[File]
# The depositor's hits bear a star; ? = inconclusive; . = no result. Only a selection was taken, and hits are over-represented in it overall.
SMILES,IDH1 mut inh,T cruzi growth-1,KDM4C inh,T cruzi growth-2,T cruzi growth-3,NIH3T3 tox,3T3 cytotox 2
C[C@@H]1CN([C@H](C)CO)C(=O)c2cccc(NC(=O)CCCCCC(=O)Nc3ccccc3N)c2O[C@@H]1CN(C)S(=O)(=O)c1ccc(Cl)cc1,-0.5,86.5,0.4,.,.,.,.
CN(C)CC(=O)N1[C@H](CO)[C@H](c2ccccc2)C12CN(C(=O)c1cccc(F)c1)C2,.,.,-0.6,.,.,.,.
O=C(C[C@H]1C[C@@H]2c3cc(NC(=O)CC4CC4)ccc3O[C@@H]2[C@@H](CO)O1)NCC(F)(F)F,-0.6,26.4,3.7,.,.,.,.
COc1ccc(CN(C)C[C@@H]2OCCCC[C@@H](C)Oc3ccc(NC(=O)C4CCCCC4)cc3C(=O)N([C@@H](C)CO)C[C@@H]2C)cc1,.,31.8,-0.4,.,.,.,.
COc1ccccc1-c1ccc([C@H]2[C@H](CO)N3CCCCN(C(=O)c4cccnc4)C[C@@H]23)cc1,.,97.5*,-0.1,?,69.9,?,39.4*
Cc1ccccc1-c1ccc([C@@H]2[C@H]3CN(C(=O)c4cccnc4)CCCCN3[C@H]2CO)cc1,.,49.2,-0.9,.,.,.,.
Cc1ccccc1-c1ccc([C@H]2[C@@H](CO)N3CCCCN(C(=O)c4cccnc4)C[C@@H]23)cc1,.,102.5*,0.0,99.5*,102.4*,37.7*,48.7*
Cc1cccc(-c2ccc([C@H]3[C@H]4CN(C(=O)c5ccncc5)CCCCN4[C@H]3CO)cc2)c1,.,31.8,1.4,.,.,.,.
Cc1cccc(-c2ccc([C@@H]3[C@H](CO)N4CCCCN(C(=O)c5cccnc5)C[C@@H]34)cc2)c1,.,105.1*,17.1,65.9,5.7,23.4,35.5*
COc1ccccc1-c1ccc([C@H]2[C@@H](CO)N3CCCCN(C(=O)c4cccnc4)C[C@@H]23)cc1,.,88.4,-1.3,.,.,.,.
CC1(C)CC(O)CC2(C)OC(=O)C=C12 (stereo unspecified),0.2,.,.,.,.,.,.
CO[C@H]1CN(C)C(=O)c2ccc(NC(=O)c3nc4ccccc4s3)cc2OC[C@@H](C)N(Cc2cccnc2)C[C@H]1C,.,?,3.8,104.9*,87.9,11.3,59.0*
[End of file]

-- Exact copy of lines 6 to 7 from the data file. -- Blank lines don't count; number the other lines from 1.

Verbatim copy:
COc1ccc(CN(C)C[C@@H]2OCCCC[C@@H](C)Oc3ccc(NC(=O)C4CCCCC4)cc3C(=O)N([C@@H](C)CO)C[C@@H]2C)cc1,.,31.8,-0.4,.,.,.,.
COc1ccccc1-c1ccc([C@H]2[C@H](CO)N3CCCCN(C(=O)c4cccnc4)C[C@@H]23)cc1,.,97.5*,-0.1,?,69.9,?,39.4*